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Costa Rica

Overview

Costa Rica is a Central American country with a success story: it has a relatively stable economy and a history of little conflict and violence. The country borders both the Caribbean Sea and the North Pacific Ocean. It has a mountainous terrain with evidence of volcanic activity. Slightly smaller than West Virginia, it is sandwiched between Nicaragua and Panama. Costa Rica has a population of approximately 3,956,507. Its basically secure economy depends on tourism, agriculture and electronic exports.

Education

The Ministerio de Educación Pública serves as the country's ministry of education.

During the early immigration to Costa Rica there were very few schools, and all were run by the Catholic Church. The Universidad de Costa Rica was founded in 1814 as a grammar school. In 1821 after gaining independence, Costa Rica established its first university level programs. In the mid nineteenth century primary education became compulsory and free. Reforms in 1964 changed primary education from purely college preparatory, to academic and vocational. The reform created the ciclo basico (academic track) and the ciclo diversificado (vocational track). The responsibility for establishing educational policy for the primary and secondary levels falls to the Consejo Superior de Educacion.

Costa Rica is a sought after investment opportunity for two major reasons: its stable economy and excellent system of higher education. Higher education is regulated by two organizations. Public universities are regulated by the Consejo Nacional de Rectores (National Council of Rectors) and private universities are regulated by the Consejo Nacional de Educacion Superior de Universidades Privadas (National Council of Higher Education for Private Universities).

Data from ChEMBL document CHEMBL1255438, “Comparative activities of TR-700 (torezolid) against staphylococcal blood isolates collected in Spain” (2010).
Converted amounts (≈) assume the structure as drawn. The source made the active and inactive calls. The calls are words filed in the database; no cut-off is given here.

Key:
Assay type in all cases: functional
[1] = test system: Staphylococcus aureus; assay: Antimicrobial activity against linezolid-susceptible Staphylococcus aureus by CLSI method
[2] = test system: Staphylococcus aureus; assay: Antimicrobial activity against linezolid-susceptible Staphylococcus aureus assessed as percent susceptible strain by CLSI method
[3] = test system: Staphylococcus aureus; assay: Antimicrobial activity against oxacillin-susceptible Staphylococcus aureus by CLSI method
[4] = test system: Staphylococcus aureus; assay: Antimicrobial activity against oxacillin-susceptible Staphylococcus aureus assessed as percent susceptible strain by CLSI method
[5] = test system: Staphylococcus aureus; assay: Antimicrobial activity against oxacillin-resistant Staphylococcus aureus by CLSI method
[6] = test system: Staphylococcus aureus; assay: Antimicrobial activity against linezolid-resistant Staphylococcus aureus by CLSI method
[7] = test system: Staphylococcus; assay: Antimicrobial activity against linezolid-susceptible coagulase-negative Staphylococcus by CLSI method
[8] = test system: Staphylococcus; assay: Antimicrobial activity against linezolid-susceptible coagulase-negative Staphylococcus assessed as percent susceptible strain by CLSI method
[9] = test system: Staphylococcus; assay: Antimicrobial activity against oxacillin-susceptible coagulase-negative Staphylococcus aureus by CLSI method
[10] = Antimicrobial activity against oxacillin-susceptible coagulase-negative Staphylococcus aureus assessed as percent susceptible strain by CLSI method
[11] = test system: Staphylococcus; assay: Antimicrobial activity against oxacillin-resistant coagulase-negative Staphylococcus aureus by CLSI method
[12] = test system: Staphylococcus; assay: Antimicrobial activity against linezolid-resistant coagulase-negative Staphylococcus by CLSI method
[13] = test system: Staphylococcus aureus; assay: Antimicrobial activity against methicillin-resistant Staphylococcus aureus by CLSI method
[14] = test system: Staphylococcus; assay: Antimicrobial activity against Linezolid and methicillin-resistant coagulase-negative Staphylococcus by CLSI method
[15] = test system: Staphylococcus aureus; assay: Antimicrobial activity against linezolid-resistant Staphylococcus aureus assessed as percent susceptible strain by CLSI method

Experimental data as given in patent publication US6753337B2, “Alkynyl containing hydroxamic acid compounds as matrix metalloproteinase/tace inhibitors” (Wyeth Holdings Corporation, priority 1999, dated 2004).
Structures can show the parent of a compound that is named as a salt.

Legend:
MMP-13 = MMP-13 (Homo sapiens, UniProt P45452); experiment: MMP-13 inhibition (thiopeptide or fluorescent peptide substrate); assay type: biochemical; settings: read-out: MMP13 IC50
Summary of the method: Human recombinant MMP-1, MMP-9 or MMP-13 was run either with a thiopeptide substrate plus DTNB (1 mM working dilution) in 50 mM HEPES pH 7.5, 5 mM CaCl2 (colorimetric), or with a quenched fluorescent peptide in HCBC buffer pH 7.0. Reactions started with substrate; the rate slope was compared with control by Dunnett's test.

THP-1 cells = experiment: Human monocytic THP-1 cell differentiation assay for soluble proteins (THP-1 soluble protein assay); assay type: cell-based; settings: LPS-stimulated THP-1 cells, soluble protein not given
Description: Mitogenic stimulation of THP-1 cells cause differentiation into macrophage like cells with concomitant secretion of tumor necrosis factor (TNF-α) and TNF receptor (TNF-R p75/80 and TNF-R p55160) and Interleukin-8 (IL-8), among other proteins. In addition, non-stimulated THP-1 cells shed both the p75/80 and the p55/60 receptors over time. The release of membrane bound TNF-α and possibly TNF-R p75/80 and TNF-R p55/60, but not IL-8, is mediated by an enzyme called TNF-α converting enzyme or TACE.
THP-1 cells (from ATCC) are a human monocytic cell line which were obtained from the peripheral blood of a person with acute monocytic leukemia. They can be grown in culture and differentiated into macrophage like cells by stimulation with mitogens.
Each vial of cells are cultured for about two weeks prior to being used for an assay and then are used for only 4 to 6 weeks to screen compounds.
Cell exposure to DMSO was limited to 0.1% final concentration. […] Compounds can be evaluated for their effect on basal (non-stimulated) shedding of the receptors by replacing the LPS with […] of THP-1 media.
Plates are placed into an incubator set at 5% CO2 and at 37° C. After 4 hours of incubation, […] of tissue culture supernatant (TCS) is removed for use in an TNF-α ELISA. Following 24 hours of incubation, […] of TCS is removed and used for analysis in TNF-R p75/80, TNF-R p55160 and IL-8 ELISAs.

The census numbers from 2003 indicate 96% of the total population of Costa Rica can read and write, with a literacy rate of 95.9% of the male population over fifteen and 96.1% of the female population.

Primary and Secondary Education

Today the typical student completes six years of primary and five to six years of secondary education from either a religious or public institution. The eleven or twelve year certificate from either type of institution is the minimum requirement to conatinue to higher education.

Post-Secondary Education

After eleven or twelve years of study the student is eligible to pursue postsecondary education that typically lasts four additional years and results in a Bachiller Universitario or Licenciado degree, which is comparable with a US bachelor's degree. This may lead to further study in graduate level programs. The academic calendar runs from January to December and instruction at all levels is in Spanish.


THE CONTRIBUTORS
robert-watkins53FB0EC00E8D
Robert Watkins

Special Assistant to the Director, University of Texas at Austin

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